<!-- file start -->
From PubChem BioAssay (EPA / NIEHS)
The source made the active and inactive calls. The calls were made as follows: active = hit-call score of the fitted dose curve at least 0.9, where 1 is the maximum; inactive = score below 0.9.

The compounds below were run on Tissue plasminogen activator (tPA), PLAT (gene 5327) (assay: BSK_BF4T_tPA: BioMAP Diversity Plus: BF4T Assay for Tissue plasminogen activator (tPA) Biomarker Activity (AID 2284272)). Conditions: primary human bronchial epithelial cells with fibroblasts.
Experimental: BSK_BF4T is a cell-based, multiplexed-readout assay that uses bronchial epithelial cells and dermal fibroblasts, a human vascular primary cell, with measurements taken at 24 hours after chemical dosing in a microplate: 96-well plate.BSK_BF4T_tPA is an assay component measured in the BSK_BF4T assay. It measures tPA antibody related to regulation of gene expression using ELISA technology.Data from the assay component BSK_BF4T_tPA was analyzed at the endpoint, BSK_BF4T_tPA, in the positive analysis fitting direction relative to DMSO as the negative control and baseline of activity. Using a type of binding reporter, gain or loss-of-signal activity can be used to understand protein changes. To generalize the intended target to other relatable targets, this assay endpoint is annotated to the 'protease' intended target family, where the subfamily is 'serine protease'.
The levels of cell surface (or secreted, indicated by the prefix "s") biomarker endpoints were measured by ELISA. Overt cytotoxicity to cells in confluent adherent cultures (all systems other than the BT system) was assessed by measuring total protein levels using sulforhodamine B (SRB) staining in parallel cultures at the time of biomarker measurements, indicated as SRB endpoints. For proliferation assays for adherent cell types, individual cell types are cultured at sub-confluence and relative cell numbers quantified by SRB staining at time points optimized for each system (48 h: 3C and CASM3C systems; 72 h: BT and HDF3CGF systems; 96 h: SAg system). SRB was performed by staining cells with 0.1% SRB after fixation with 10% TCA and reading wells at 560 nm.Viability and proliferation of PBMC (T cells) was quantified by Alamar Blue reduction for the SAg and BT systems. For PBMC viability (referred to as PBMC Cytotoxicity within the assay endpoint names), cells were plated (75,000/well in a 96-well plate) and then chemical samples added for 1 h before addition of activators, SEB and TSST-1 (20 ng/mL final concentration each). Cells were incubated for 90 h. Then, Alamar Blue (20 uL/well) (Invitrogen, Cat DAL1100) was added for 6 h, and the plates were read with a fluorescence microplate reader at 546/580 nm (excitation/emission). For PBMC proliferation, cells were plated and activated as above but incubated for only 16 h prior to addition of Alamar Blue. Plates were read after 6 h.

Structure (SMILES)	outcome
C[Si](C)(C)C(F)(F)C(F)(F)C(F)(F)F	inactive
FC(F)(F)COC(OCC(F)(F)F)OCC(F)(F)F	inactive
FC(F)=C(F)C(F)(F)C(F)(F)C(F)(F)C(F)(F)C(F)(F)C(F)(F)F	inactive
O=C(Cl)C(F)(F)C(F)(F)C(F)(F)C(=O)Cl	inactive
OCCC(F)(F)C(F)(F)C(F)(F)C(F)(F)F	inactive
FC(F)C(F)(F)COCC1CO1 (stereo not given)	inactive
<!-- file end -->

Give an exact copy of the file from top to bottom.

From PubChem BioAssay (EPA / NIEHS)
The source made the active and inactive calls. The calls were made as follows: active = hit-call score of the fitted dose curve at least 0.9, where 1 is the maximum; inactive = score below 0.9.

The compounds below were run on Tissue plasminogen activator (tPA), PLAT (gene 5327) (assay: BSK_BF4T_tPA: BioMAP Diversity Plus: BF4T Assay for Tissue plasminogen activator (tPA) Biomarker Activity (AID 2284272)). Conditions: primary human bronchial epithelial cells with fibroblasts.
Experimental: BSK_BF4T is a cell-based, multiplexed-readout assay that uses bronchial epithelial cells and dermal fibroblasts, a human vascular primary cell, with measurements taken at 24 hours after chemical dosing in a microplate: 96-well plate.BSK_BF4T_tPA is an assay component measured in the BSK_BF4T assay. It measures tPA antibody related to regulation of gene expression using ELISA technology.Data from the assay component BSK_BF4T_tPA was analyzed at the endpoint, BSK_BF4T_tPA, in the positive analysis fitting direction relative to DMSO as the negative control and baseline of activity. Using a type of binding reporter, gain or loss-of-signal activity can be used to understand protein changes. To generalize the intended target to other relatable targets, this assay endpoint is annotated to the 'protease' intended target family, where the subfamily is 'serine protease'.
The levels of cell surface (or secreted, indicated by the prefix "s") biomarker endpoints were measured by ELISA. Overt cytotoxicity to cells in confluent adherent cultures (all systems other than the BT system) was assessed by measuring total protein levels using sulforhodamine B (SRB) staining in parallel cultures at the time of biomarker measurements, indicated as SRB endpoints. For proliferation assays for adherent cell types, individual cell types are cultured at sub-confluence and relative cell numbers quantified by SRB staining at time points optimized for each system (48 h: 3C and CASM3C systems; 72 h: BT and HDF3CGF systems; 96 h: SAg system). SRB was performed by staining cells with 0.1% SRB after fixation with 10% TCA and reading wells at 560 nm.Viability and proliferation of PBMC (T cells) was quantified by Alamar Blue reduction for the SAg and BT systems. For PBMC viability (referred to as PBMC Cytotoxicity within the assay endpoint names), cells were plated (75,000/well in a 96-well plate) and then chemical samples added for 1 h before addition of activators, SEB and TSST-1 (20 ng/mL final concentration each). Cells were incubated for 90 h. Then, Alamar Blue (20 uL/well) (Invitrogen, Cat DAL1100) was added for 6 h, and the plates were read with a fluorescence microplate reader at 546/580 nm (excitation/emission). For PBMC proliferation, cells were plated and activated as above but incubated for only 16 h prior to addition of Alamar Blue. Plates were read after 6 h.

Structure (SMILES)	outcome
C[Si](C)(C)C(F)(F)C(F)(F)C(F)(F)F	inactive
FC(F)(F)COC(OCC(F)(F)F)OCC(F)(F)F	inactive
FC(F)=C(F)C(F)(F)C(F)(F)C(F)(F)C(F)(F)C(F)(F)C(F)(F)F	inactive
O=C(Cl)C(F)(F)C(F)(F)C(F)(F)C(=O)Cl	inactive
OCCC(F)(F)C(F)(F)C(F)(F)C(F)(F)F	inactive
FC(F)C(F)(F)COCC1CO1 (stereo not given)	inactive